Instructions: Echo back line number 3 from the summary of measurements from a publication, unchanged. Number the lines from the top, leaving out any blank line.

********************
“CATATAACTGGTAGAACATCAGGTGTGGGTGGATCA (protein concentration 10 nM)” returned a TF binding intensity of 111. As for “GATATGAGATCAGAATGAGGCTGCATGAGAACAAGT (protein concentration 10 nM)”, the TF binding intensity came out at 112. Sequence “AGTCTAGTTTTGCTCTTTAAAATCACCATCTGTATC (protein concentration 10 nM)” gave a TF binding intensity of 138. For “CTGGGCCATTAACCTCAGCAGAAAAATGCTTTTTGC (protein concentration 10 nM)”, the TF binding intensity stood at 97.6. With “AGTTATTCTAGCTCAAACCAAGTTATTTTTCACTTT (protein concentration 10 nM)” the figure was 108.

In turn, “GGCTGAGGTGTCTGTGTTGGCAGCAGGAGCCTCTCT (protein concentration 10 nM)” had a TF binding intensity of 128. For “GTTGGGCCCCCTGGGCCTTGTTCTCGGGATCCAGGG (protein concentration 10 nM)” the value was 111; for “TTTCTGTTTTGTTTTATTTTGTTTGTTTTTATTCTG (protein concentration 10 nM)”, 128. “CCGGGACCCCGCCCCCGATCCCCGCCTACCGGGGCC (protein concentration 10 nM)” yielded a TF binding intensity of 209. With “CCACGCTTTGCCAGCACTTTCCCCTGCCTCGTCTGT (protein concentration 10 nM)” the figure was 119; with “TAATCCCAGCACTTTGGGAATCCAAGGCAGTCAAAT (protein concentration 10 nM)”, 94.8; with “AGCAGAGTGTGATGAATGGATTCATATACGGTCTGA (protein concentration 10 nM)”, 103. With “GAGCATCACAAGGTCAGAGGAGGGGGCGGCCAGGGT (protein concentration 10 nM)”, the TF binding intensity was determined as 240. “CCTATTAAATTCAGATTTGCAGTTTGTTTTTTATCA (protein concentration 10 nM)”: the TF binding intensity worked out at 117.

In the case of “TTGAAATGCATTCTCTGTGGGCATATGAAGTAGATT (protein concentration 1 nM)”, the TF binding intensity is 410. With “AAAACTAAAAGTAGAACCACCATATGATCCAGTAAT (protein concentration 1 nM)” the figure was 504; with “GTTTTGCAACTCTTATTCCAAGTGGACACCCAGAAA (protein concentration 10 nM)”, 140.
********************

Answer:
In the case of “TTGAAATGCATTCTCTGTGGGCATATGAAGTAGATT (protein concentration 1 nM)”, the TF binding intensity is 410. With “AAAACTAAAAGTAGAACCACCATATGATCCAGTAAT (protein concentration 1 nM)” the figure was 504; with “GTTTTGCAACTCTTATTCCAAGTGGACACCCAGAAA (protein concentration 10 nM)”, 140.